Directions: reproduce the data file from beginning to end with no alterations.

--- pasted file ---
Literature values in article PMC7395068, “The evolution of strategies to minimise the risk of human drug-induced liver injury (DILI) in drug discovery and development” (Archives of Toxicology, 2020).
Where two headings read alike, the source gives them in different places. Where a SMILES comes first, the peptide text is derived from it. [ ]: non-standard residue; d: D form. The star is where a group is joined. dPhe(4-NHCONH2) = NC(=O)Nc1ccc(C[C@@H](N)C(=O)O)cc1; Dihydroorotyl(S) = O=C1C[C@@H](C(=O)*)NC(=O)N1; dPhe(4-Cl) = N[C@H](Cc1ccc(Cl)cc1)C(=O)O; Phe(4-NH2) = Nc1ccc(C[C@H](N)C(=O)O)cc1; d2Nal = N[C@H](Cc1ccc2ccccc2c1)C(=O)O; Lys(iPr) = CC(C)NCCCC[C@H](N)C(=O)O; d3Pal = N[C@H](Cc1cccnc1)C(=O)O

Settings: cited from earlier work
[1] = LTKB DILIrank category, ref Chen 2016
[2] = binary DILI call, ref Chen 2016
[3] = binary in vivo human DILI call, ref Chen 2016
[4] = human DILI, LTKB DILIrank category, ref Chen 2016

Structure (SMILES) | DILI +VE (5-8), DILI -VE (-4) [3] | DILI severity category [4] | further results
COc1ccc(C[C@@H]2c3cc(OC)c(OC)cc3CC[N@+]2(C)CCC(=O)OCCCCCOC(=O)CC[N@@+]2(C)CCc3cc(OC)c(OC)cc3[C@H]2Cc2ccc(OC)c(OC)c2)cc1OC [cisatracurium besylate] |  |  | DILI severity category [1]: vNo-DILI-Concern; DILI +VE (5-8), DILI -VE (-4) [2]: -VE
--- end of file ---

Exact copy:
Literature values in article PMC7395068, “The evolution of strategies to minimise the risk of human drug-induced liver injury (DILI) in drug discovery and development” (Archives of Toxicology, 2020).
Where two headings read alike, the source gives them in different places. Where a SMILES comes first, the peptide text is derived from it. [ ]: non-standard residue; d: D form. The star is where a group is joined. dPhe(4-NHCONH2) = NC(=O)Nc1ccc(C[C@@H](N)C(=O)O)cc1; Dihydroorotyl(S) = O=C1C[C@@H](C(=O)*)NC(=O)N1; dPhe(4-Cl) = N[C@H](Cc1ccc(Cl)cc1)C(=O)O; Phe(4-NH2) = Nc1ccc(C[C@H](N)C(=O)O)cc1; d2Nal = N[C@H](Cc1ccc2ccccc2c1)C(=O)O; Lys(iPr) = CC(C)NCCCC[C@H](N)C(=O)O; d3Pal = N[C@H](Cc1cccnc1)C(=O)O

Settings: cited from earlier work
[1] = LTKB DILIrank category, ref Chen 2016
[2] = binary DILI call, ref Chen 2016
[3] = binary in vivo human DILI call, ref Chen 2016
[4] = human DILI, LTKB DILIrank category, ref Chen 2016

Structure (SMILES) | DILI +VE (5-8), DILI -VE (-4) [3] | DILI severity category [4] | further results
COc1ccc(C[C@@H]2c3cc(OC)c(OC)cc3CC[N@+]2(C)CCC(=O)OCCCCCOC(=O)CC[N@@+]2(C)CCc3cc(OC)c(OC)cc3[C@H]2Cc2ccc(OC)c(OC)c2)cc1OC [cisatracurium besylate] |  |  | DILI severity category [1]: vNo-DILI-Concern; DILI +VE (5-8), DILI -VE (-4) [2]: -VE